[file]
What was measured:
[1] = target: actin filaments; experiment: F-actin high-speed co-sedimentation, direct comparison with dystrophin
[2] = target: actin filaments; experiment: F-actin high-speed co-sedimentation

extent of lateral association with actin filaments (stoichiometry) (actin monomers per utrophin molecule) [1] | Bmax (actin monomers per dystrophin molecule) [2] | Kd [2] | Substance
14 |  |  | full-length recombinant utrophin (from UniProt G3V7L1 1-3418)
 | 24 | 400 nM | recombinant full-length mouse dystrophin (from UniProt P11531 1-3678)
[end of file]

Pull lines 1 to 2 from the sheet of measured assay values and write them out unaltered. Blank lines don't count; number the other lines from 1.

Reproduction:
What was measured:
[1] = target: actin filaments; experiment: F-actin high-speed co-sedimentation, direct comparison with dystrophin